Sougou CEO Predicted China Would Catch Up With US In The Internet Industry Within Three Years
摘要： Wang Xiaochuan, CEO of Sougou.com, summarized the contributing factors to the rapid development of the Chinese Internet industry in this article and listed three trends in the future. Yet, he was worried if China would lag behind the US without a good interaction between universities and Internet companies.
On December 6th, 2015, Wang Xiaochuan, CEO of Sougou.com, attended the China Entrepreneur Summit 2015 and delivered a keynote speech on his insights towards the present and future of the Chinese Internet industry.
The following is a summary of his pseech, edited by TMTpost:
Good morning, ladies and gentlemen,
In this speech, I would like to share with you my thoughts on the present and future development of the Chinese Internet industry.
Recently, I noticed that four out of the top ten Internet companies were based in China. Four out of ten! I felt quite proud about this. Although China left far behind in many other industries, we are on a par with the US in the Internet industry. In the foreseeable future, I predict that much more Chinese Internet companies will enter the top ten list. At that time, China and the US will end in terms of the development of the Internet industry. I really want to remind you of how much progress have been made in the Chinese Internet industry within the past several years.
Why did the Chinese Internet industry develop so rapidly in the past?
First of all, it has to do with the huge demographic dividend China enjoyed. The larger the population is, the more users of Internet services. I do see examples where Internet companies did a good job in less-populated countries such as Israel and Japan, yet nobody can deny that a larger population will make it easier for Internet companies to succeed. In addition, the more users Internet companies have, the lower the operation cost will be, and the better their services will be.
Secondly, the Chinese Internet industries boomed since the traditional industries failed to do a good job. When we look back, we might find that since traditional newspapers failed to do a good job, Internet news portals soon caught up and outperformed traditional newspapers. Likewise, since shopping malls and supermarkets didn’t do a good job, online retailers seized the opportunity and became quite popular among Chinse consumers, as can be seen in this year’s Double 11 shopping festival. Today, when Chinese people are losing faith in traditional hospitals for high cost, bad service, many netizens will easily turn to the Internet as substitute. In a word, the Chinese Internet industry boomed because Chinese entrepreneurs seized the opportunity and filled in the gap of traditional industries.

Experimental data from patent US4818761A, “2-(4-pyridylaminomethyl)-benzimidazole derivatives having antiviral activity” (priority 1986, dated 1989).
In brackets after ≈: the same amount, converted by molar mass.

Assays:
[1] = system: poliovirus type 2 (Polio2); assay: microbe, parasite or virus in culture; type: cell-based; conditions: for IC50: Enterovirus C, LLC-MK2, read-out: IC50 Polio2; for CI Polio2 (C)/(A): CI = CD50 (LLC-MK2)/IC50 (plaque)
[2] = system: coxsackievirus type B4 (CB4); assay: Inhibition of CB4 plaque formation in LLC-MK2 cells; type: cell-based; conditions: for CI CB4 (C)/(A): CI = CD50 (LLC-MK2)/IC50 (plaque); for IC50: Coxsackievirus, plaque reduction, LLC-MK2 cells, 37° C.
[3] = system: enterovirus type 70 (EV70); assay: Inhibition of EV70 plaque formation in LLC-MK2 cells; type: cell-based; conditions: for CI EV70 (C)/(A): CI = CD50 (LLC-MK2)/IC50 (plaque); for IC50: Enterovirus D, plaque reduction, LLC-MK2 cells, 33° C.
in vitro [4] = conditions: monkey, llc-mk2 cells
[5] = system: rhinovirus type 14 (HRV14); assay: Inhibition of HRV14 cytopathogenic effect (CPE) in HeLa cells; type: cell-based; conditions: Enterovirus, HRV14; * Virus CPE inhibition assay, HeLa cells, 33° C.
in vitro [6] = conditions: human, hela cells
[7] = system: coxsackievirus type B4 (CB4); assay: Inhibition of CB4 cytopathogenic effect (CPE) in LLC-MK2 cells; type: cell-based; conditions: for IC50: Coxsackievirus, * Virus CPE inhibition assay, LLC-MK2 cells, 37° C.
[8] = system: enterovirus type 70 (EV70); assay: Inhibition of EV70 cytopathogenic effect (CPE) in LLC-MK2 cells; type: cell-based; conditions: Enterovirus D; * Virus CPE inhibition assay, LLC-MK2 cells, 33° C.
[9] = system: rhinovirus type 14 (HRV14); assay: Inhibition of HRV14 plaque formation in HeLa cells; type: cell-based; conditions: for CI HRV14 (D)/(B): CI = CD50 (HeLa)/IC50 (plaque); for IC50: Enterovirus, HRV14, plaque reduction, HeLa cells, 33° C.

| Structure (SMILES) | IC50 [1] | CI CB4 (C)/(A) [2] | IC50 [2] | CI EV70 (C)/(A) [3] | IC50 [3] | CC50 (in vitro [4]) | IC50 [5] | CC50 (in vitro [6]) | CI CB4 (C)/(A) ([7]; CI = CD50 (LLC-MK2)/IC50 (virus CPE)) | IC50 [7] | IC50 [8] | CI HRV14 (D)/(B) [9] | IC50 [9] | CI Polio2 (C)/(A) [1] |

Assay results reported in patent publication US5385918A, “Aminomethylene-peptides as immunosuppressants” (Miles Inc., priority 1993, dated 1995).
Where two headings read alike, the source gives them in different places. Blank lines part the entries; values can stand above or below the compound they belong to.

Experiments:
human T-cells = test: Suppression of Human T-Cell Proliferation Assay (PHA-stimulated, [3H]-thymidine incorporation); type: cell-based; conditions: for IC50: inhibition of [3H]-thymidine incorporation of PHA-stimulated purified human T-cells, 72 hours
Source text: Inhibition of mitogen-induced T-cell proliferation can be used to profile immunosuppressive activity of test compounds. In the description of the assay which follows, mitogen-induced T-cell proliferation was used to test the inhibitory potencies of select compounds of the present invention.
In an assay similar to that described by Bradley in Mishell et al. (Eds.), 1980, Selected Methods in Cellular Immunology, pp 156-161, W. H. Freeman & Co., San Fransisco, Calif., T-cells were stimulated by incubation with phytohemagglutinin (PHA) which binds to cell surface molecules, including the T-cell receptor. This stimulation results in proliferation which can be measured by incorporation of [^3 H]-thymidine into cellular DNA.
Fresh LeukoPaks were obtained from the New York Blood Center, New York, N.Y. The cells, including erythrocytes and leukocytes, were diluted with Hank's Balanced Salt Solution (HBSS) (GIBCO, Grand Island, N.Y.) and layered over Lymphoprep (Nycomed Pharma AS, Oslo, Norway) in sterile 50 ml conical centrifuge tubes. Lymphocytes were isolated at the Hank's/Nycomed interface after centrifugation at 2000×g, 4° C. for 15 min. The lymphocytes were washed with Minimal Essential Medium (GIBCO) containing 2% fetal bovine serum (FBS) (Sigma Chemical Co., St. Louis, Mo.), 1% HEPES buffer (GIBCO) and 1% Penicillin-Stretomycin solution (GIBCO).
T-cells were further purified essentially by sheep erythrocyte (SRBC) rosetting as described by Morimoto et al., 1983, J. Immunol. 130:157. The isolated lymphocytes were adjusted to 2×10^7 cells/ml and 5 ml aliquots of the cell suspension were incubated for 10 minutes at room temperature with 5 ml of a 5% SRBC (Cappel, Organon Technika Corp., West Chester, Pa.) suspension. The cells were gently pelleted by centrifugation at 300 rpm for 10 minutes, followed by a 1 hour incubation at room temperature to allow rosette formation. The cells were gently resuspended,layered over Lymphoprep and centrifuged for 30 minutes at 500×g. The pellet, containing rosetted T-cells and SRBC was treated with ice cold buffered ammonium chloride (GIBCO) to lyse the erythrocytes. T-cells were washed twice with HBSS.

Thirdly, Chinese people are crazy about ideas such as entrepreneurship and mass-innovation. In Europe, people have become accustomed to an easy life, working four or five days a week and having afternoon tea every afternoon, and lacked the incentive to try new things. This is also true for young people in Taiwan and Singapore. It seems that everybody is talking about Internet thinking and mass-innovation nowadays in China.
The above three factors might help explain why the Chinese Internet industry boomed in the past several years.
Yet, more fundamentally, the Chinese Internet industry boomed because it significantly released productivity and reduced the information asymmetry by linking online and offline channels and by embracing innovation and openness.
When I say “linking online and offline channels”, I mean that since the era of Internet news portals, the Chinese Internet industry has always been encouraging the spirit of sharing in China. 2014 witnessed the start of the O2O industry in China, which will further link online and offline channels. In the future, with the development of sensors, IoT, this trend will certainly continue here in China.
When I say “embracing innovation and openness”, I mean Chinese Internet companies succeed by encouraging openness and holding an open attitudes towards mergers and acquisitions.
As far as I’m concerned, there are mainly four types of thinking in the Chinese Internet world: